AS CENTRAL BANKS around the world have started taking steps to unwind policy support, Bangko Sentral ng Pilipinas (BSP) Governor Benjamin E. Diokno said the timing of the exit from its easy policy “remains very uncertain” but assured the transition would be done smoothly.
“Given the nascent economic recovery, the priority for the BSP is to ensure the sustainability of the recovery and prevent long-term scarring effects,” Mr. Diokno said at an online briefing on Thursday.
“We would like to emphasize that the timing of the exit remains very much uncertain at this time. The threat of further coronavirus disease 2019 (COVID-19) infections continues to pose a downside risk to both growth and inflation in the coming months,” he added.
The Health department on Thursday reported 17,220 new COVID-19 cases, bringing active cases to 56,561.
Mr. Diokno said the BSP’s approach will be “outcome-based” and not a calendar-based exit strategy. He said this will depend on the evolution of various domestic factors including liquidity and credit dynamics, financial sector risk and the state of public health as well as evolving global developments and potential spillovers.
In his presentation, Mr. Diokno outlined the BSP’s exit strategy, which include returning-to-normal operations, unwinding liquidity provision, reducing monetary accommodation, and preparing for the next crisis.
Under the strategy’s reduction of monetary accommodation component, there will be an eventual raising of interest rates “when prospects for the economy have materially improved.”
The central bank kept policy rates at record lows for the entire 2021 to support recovery, with the BSP stressing that elevated inflation caused by low supply in meat products will be better addressed by non-monetary measures. Prior to this, the Monetary Board slashed rates by a total of 200 basis points to support the economy.
This year, the Monetary Board will have its first policy review on Feb. 17.
“Future monetary policy decisions will continue to be anchored on evolving domestic and external developments to avoid unintended consequences associated with prolonged monetary accommodation, such as excessive buildup in leverage and risks to financial stability, or the emergence of inflationary pressures and disanchoring of inflation expectations,” Mr. Diokno said.
Inflation eased to 3.6% in December from 4.2% in November. This brought 2021 average inflation to 4.5%, exceeding the central bank’s 2-4% target band. The central bank expects inflation to be within target for 2022 and 2023 at 3.4% and 3.2%, respectively.
Mr. Diokno said the BSP has significantly reduced the purchase of government securities in the secondary market, noting an average of P282 million was purchased daily from Dec. 1 to 23. This is a huge decline from the peak, which he said was at an average of P14.7 billion every day in June 2020.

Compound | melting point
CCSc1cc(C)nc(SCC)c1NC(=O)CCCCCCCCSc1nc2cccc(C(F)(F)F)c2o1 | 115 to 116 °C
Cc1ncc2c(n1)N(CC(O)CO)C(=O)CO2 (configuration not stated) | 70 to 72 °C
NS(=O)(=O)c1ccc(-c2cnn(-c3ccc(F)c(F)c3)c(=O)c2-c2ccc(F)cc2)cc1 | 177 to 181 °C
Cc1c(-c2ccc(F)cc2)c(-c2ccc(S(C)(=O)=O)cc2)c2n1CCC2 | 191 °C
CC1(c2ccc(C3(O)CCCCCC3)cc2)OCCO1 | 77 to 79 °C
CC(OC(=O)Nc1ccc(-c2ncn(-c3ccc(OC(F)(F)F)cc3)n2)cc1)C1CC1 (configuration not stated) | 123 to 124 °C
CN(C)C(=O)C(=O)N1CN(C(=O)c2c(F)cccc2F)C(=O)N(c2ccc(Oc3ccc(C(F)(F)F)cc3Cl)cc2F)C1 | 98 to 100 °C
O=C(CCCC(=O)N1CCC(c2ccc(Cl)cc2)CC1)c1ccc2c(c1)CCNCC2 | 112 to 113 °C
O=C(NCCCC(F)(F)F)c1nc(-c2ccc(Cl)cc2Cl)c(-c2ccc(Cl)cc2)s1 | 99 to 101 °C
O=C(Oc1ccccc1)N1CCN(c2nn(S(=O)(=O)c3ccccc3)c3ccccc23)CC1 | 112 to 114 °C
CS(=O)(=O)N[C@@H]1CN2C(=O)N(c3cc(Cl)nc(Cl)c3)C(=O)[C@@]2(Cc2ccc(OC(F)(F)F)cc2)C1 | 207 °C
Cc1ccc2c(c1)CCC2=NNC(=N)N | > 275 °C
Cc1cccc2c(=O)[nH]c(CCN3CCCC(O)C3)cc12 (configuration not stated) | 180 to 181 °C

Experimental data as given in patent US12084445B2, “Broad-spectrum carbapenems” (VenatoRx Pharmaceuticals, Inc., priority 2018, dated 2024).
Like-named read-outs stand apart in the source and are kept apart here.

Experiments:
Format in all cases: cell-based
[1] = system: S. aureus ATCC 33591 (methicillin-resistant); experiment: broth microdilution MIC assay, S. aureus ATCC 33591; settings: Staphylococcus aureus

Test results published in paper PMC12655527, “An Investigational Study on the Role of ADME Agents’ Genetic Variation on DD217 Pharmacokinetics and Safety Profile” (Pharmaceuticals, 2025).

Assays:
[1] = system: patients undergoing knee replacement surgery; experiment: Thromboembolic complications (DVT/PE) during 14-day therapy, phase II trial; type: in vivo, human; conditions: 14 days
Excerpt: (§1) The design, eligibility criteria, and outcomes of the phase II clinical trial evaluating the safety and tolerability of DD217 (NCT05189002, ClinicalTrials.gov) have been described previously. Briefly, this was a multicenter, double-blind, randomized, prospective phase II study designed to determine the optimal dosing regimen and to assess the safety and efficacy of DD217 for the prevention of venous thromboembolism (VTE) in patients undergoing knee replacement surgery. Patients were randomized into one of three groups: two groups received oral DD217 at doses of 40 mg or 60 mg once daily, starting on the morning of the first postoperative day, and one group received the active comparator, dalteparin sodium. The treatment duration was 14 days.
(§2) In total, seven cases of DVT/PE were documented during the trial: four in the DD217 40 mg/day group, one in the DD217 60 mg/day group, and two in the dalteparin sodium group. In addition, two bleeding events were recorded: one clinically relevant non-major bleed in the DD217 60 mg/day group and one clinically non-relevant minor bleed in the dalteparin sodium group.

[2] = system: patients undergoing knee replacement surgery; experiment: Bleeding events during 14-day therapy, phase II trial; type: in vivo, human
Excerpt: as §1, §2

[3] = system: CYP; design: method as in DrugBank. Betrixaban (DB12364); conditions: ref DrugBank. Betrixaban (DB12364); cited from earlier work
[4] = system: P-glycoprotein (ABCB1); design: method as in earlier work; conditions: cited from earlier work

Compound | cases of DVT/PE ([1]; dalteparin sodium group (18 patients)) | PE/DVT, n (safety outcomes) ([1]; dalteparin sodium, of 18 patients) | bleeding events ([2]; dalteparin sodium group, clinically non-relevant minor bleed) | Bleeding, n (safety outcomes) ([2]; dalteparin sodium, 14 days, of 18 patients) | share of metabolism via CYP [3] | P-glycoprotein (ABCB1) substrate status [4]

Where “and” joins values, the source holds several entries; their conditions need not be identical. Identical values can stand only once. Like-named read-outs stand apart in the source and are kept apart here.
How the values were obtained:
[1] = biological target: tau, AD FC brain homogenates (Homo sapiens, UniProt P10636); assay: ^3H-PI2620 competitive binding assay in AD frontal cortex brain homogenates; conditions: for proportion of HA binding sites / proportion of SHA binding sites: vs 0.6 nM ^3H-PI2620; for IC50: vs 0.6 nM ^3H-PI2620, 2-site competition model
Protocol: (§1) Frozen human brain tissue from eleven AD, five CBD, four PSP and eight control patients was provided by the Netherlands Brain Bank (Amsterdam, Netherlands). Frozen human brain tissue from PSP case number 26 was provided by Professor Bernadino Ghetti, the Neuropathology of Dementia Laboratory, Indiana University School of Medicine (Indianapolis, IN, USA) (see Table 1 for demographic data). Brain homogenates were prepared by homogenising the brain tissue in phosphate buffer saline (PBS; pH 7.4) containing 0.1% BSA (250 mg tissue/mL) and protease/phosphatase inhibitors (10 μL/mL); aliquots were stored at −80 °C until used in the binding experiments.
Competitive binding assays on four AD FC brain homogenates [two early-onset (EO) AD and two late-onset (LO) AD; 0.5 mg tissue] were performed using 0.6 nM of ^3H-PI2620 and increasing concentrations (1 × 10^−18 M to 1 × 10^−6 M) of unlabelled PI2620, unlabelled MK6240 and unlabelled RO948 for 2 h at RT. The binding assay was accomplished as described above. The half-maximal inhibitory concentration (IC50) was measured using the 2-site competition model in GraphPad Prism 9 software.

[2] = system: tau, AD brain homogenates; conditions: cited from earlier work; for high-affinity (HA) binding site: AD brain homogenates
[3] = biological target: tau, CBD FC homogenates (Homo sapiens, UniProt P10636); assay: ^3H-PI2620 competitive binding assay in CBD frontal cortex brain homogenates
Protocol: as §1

During the crisis, the central bank also infused about P2.3 trillion in liquidity support to the financial system, which is equivalent to about 12.5% of GDP.
“In deciding to scale back BSP liquidity-enhancing measures, the challenge for the BSP is in striking a delicate balance between providing adequate stimulus to the economy and preventing the buildup of inflationary pressures and risks to financial stability,” Mr. Diokno said.
The Philippine economy rose by 7.1 year on year in the third quarter of 2021, bringing the nine-month average last year to 4.9%. The government is targeting 5-5.5% gross domestic product (GDP) growth for the full-year 2021.
For this year, the government expects GDP to grow by 7-9%.
Meanwhile, the central bank approved another P300-billion loan to the National Government to support the economy, Mr. Diokno said.
The amount is lower than previous direct advances extended, reflecting the BSP’s approach to gradually unwind support measures rolled out during the pandemic.
“In approving the National Government’s request, the Monetary Board recognized that fiscal authorities still need to continue using available policy space in order to support the economic recovery through targeted initiatives such as social safety nets, as well as through the acceleration of the vaccination program and the recalibration of quarantine protocols,” the BSP chief said.
The loan, which was approved on Dec. 16, will bear a zero-interest rate. Mr. Diokno said the loan was approved after the National Government fully settled its P540-billion debt obligation on Dec. 10.
National Treasurer Rosalia V. de Leon in a Viber message said the loan terms will be the same — payable within three months, with possible extension for another three months.
This latest budgetary support is the fifth time the BSP extended direct advances to the National Government since the pandemic. The first one amounted to P300 billion in March 2020 and the rest were worth P540 billion each in October 2020, January 2021, and July 2021.
Asked whether he sees further reduction in budget support within the year, Mr. Diokno said: “That is our expectation but that will depend on Department of Finance.”
Under Republic Act 11494 or the Bayanihan to Recover as One Act, the central bank is authorized to lend the National Government an equivalent of 30% of its average revenue or P850 billion. This is higher than the cap set at 20% of its average annual revenue provided by Republic Act 7653 or The New Central Bank Act.
The International Monetary Fund has earlier said that the gradual phasing out of direct budgetary financing should be the BSP’s first step in its policy normalization once recovery takes hold. — Luz Wendy T. Noble